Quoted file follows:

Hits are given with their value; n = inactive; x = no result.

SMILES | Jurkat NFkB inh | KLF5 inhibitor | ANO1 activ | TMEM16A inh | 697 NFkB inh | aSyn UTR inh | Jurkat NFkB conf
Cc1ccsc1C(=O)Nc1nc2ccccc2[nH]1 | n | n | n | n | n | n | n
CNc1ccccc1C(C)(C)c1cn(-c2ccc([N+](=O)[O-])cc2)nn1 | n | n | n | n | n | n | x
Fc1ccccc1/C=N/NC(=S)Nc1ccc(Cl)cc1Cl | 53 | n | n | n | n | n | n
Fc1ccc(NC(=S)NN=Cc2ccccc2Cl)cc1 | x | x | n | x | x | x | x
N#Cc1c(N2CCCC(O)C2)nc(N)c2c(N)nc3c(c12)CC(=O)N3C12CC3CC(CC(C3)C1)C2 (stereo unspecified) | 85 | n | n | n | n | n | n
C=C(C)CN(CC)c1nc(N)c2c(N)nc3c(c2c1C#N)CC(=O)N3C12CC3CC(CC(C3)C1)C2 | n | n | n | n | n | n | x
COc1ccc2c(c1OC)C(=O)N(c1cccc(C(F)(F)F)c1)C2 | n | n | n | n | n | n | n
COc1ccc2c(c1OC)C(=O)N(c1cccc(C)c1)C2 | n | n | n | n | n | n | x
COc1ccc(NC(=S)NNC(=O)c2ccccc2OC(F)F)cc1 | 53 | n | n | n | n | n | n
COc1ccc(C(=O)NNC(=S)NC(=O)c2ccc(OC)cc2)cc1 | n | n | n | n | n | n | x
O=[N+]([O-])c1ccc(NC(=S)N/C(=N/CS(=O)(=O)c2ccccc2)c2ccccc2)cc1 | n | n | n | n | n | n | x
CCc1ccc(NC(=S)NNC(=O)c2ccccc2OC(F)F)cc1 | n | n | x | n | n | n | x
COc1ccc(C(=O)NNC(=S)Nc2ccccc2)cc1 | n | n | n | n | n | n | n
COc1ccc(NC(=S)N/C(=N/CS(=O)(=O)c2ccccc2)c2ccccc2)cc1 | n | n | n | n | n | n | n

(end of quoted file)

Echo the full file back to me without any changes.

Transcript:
Hits are given with their value; n = inactive; x = no result.

SMILES | Jurkat NFkB inh | KLF5 inhibitor | ANO1 activ | TMEM16A inh | 697 NFkB inh | aSyn UTR inh | Jurkat NFkB conf
Cc1ccsc1C(=O)Nc1nc2ccccc2[nH]1 | n | n | n | n | n | n | n
CNc1ccccc1C(C)(C)c1cn(-c2ccc([N+](=O)[O-])cc2)nn1 | n | n | n | n | n | n | x
Fc1ccccc1/C=N/NC(=S)Nc1ccc(Cl)cc1Cl | 53 | n | n | n | n | n | n
Fc1ccc(NC(=S)NN=Cc2ccccc2Cl)cc1 | x | x | n | x | x | x | x
N#Cc1c(N2CCCC(O)C2)nc(N)c2c(N)nc3c(c12)CC(=O)N3C12CC3CC(CC(C3)C1)C2 (stereo unspecified) | 85 | n | n | n | n | n | n
C=C(C)CN(CC)c1nc(N)c2c(N)nc3c(c2c1C#N)CC(=O)N3C12CC3CC(CC(C3)C1)C2 | n | n | n | n | n | n | x
COc1ccc2c(c1OC)C(=O)N(c1cccc(C(F)(F)F)c1)C2 | n | n | n | n | n | n | n
COc1ccc2c(c1OC)C(=O)N(c1cccc(C)c1)C2 | n | n | n | n | n | n | x
COc1ccc(NC(=S)NNC(=O)c2ccccc2OC(F)F)cc1 | 53 | n | n | n | n | n | n
COc1ccc(C(=O)NNC(=S)NC(=O)c2ccc(OC)cc2)cc1 | n | n | n | n | n | n | x
O=[N+]([O-])c1ccc(NC(=S)N/C(=N/CS(=O)(=O)c2ccccc2)c2ccccc2)cc1 | n | n | n | n | n | n | x
CCc1ccc(NC(=S)NNC(=O)c2ccccc2OC(F)F)cc1 | n | n | x | n | n | n | x
COc1ccc(C(=O)NNC(=S)Nc2ccccc2)cc1 | n | n | n | n | n | n | n
COc1ccc(NC(=S)N/C(=N/CS(=O)(=O)c2ccccc2)c2ccccc2)cc1 | n | n | n | n | n | n | n